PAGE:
OSCON 2013: "Case Study: What to do when your project outgrows your company"
by Xen Project on Jul 26, 2013
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In the last decade, the open source development model has been extraordinarily successful. However, this success came at a cost. Today, we are experiencing an explosion of open source projects, ...
In the last decade, the open source development model has been extraordinarily successful. However, this success came at a cost. Today, we are experiencing an explosion of open source projects, escalating competition amongst projects, and commercial interests driving projects at an ever increasing rate. To succeed in the long run, open source projects need to employ a set of management techniques to overcome these issues.
To illustrate how this is accomplished, we will draw on the 10 year history of the Xen project as a case study. Xen started in 2003 with strong university roots, quickly evolving into a thriving code-centric project with a development culture very similar to the Linux kernel. The project was instrumental in creating the cloud computing space as we know it today. Large companies such as Amazon, Citrix, and Rackspace, as well as many others, were able to build thriving businesses using open source Xen. Yet five years later, the project started struggling in multiple areas: it failed to engage its user base, becoming inward focused, and suffering from fragmentation caused by pressure from commercial interests. As a result, Xen lost the support of a number of key Linux distributions. Xen started to be perceived as old and outdated, despite a swelling user base, a growing and diversifying contributor community, an increasing number of Xen-based commercial solutions, and numerous Xen-powered open source projects. Some onlookers even predicted the imminent demise of the project. The project clearly had an image problem, which could have become a self-fulfilling prophecy. But, because of a program of cultural change initiated 2 years ago, the Xen project of 2013 is no longer crippled by the problems which nearly caused its downfall. We will explore the causes of the issues which arose, highlighting mistakes that were made, and revealing their effect on the community.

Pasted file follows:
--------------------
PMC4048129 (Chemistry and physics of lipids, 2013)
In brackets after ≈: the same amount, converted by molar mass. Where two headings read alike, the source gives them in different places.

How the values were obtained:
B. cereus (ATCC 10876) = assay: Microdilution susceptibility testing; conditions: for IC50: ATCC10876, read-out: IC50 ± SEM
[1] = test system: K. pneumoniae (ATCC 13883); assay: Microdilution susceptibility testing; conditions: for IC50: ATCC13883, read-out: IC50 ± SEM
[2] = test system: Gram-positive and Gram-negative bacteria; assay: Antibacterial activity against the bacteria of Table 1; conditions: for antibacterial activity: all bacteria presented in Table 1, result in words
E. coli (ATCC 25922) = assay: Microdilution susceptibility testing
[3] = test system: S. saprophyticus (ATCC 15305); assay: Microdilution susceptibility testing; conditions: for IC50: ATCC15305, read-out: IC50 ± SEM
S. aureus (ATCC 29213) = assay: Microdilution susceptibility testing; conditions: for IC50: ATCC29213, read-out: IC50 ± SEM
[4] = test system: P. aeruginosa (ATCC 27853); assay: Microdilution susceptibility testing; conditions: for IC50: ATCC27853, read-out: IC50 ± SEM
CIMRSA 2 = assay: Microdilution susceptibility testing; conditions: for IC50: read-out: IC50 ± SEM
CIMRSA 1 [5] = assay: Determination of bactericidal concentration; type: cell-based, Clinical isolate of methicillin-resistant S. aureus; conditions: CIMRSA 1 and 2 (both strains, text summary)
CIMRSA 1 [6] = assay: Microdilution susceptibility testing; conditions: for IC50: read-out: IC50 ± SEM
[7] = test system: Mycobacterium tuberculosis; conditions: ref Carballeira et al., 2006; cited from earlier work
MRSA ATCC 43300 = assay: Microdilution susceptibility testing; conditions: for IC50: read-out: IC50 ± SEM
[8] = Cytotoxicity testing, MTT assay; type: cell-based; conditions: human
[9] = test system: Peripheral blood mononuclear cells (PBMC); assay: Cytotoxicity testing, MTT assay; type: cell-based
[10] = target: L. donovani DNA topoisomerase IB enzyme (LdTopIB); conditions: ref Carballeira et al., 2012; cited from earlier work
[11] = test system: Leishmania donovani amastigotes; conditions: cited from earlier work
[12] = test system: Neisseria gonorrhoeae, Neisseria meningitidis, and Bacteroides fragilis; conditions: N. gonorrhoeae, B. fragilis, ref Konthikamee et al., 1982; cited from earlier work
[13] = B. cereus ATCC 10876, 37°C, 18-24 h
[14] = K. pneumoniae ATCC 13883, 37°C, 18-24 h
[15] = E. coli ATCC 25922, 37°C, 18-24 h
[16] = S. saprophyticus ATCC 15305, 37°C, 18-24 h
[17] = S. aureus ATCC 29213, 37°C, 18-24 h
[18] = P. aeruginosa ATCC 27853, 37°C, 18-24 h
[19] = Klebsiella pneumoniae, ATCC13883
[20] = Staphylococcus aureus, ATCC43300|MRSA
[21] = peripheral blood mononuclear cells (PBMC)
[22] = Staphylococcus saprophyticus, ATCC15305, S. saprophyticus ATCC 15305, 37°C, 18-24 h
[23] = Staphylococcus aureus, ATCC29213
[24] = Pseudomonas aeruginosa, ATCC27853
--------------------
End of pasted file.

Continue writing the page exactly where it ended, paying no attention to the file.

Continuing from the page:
We will also show how almost any issue that threatens the success of an open source project can be addressed using a combination of good community management, excellent collaboration infrastructure, wise marketing, and good governance to align the interests of a project’s stake-holders. By employing each of these techniques in a complementary fashion, we can ensure the long-term success of a project.
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